“If you’re one of, say, the top 100 lawyers in the world, would you think that’s fair pay? And this isn’t your average job; you’re a professional tennis player in an industry that is making billions of dollars,” he said. “When you put that into perspective a little bit, you hope the fans can at least appreciate that given the level of success it requires, the amount of work, the money invested, the number of years it takes, everything that goes into make it at that level – even without knowing about all the expenses – that we’re underpaid.”

Get your share, and then share the wealth

Pospisil understands that the membership he will be representing runs the gamut from the Federers and Djokovics, to the players jumping back and forth from the Challengers to the ATP Tour who are barely eking out a living.

But he feels that if the players’ pot grows as it should, there will be more than enough to keep the top players happy – with plenty left over to ensure that more players can make a decent living.

Pospisil poses with a group of fans who cheered him on vociferously as he posted his first career five-set comeback win against Paolo Lorenzi at the Australian Open.

Those Slam revenue numbers are out there. The players see them. And they’re feeling a little hard done by at the moment. But if the players can get a fairer share, Pospisil feels as though the trickle-down effect will be organic.

“Once we get the number we deserve, then we can put our energy towards redistributing it the right way. And we should have at least a large say on how this money is distributed. … Okay, maybe it’s a little too top heavy, so maybe we have to be smarter. Give to the Challengers. Because we need to support the whole system, where the next generations will come from, and not just the very top.

“It will be so much easier to then make the whole sport thrive, so that people can actually make a decent living. Because there’ s no way, in a business that’s making so much money – hundreds of millions at every Slam event, so much money going around – that you should be 150 in the world at something that’s so difficult to do and barely getting by. That’s ridiculous.”

The Davis Cup tug of war

From the beginning of his career, Pospisil has been a stalwart of the Canadian Davis Cup team, often playing both singles and doubles and carrying the load.

Beyond the revenue distribution and council restructuring, Pospisil has an eye on the proposed changes to Davis Cup.

And as a player who has steadfastly represented his country – sometimes bringing a tie home to Canada singlehandedly – his fondness for the event is balanced with an awareness that it needs to change.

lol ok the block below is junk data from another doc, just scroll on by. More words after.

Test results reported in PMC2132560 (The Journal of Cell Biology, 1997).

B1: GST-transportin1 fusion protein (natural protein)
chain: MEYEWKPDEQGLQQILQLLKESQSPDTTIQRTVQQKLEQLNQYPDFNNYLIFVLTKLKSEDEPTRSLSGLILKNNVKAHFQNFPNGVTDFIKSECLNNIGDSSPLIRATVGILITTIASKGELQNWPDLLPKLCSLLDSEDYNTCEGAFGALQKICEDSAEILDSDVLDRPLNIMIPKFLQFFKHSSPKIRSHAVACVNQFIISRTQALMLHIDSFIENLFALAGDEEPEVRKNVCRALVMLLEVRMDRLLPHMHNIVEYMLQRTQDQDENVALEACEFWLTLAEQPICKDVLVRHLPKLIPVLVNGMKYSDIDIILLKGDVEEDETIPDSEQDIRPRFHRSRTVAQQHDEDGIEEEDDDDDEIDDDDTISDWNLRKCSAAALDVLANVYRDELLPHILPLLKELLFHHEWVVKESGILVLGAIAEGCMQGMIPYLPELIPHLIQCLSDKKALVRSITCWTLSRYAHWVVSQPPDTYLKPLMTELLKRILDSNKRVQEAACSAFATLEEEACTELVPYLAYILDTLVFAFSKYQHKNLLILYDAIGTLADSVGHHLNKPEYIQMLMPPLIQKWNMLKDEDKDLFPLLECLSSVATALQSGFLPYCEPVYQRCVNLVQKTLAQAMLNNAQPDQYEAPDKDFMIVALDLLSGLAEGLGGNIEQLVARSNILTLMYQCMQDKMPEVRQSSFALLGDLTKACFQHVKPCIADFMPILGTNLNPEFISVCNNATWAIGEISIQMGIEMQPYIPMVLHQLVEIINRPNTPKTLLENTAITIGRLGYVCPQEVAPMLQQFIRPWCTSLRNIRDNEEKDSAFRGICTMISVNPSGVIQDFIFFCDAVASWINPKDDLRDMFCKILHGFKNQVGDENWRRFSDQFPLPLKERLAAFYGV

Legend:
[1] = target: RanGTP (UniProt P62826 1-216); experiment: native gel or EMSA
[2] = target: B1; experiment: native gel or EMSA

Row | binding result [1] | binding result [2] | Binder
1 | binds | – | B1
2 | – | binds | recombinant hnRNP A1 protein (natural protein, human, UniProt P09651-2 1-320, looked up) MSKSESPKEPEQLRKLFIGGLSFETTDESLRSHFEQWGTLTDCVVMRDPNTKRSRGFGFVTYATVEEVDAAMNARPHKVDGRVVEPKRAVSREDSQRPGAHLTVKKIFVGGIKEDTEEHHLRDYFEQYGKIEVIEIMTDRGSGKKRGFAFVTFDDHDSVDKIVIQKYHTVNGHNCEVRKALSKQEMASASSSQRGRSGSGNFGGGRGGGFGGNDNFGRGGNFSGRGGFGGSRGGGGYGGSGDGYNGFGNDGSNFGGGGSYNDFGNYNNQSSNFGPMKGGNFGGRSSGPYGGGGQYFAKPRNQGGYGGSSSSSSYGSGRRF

But the way the ITF has gone about it, Pospisil says, has not been good for anyone.

“We need to work together. Everybody seems to have a different agenda, a different angle on this. There’s no doubt that Davis Cup needs to be reformed. There’s no argument there. But while there are so many things that need to be changed, there are a lot of things that are really good about it,” Pospisil said.

“The Player Council, the ATP were more than happy to work with the ITF and come up with something that would benefit everyone. The way it’s done now, that’s just not possible,” he said. “They are also proposing it to be at the end of the year after the Masters. And the year is too long as it is. What we need from Davis Cup is to have the big players playing, and making the year longer isn’t going to help that.”


Pospisil said it feels as though the ITF just sort of threw the Davis Cup revamp plan together, after word leaked out about a potential rival in the proposed ATP-run event, The World Team Cup.

“I love Davis Cup, I love to play for my country. And I think most players are in the same boat. Who isn’t a proud patriot and proud to represent their country? But they’re putting things on our plate and we’re forced to swallow them down, without even knowing what we’re eating.”

“If you’re going to completely re-create an event as prestigious, and with a much history as the Davis Cup, you’d better put a lot of thought behind it and make sure what you’re proposing is the absolutely best structure for everybody,” he said.